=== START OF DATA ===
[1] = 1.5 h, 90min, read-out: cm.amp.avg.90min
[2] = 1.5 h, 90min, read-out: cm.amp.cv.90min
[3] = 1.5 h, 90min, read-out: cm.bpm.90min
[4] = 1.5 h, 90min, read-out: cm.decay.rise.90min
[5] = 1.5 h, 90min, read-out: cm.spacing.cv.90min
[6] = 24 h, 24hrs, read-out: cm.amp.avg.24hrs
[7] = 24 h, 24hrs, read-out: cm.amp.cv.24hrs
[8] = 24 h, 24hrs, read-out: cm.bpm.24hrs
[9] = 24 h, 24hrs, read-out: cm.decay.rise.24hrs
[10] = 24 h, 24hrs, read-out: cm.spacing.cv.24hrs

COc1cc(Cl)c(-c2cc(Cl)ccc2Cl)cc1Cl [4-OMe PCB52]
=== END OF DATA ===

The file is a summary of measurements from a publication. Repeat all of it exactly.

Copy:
[1] = 1.5 h, 90min, read-out: cm.amp.avg.90min
[2] = 1.5 h, 90min, read-out: cm.amp.cv.90min
[3] = 1.5 h, 90min, read-out: cm.bpm.90min
[4] = 1.5 h, 90min, read-out: cm.decay.rise.90min
[5] = 1.5 h, 90min, read-out: cm.spacing.cv.90min
[6] = 24 h, 24hrs, read-out: cm.amp.avg.24hrs
[7] = 24 h, 24hrs, read-out: cm.amp.cv.24hrs
[8] = 24 h, 24hrs, read-out: cm.bpm.24hrs
[9] = 24 h, 24hrs, read-out: cm.decay.rise.24hrs
[10] = 24 h, 24hrs, read-out: cm.spacing.cv.24hrs

COc1cc(Cl)c(-c2cc(Cl)ccc2Cl)cc1Cl [4-OMe PCB52]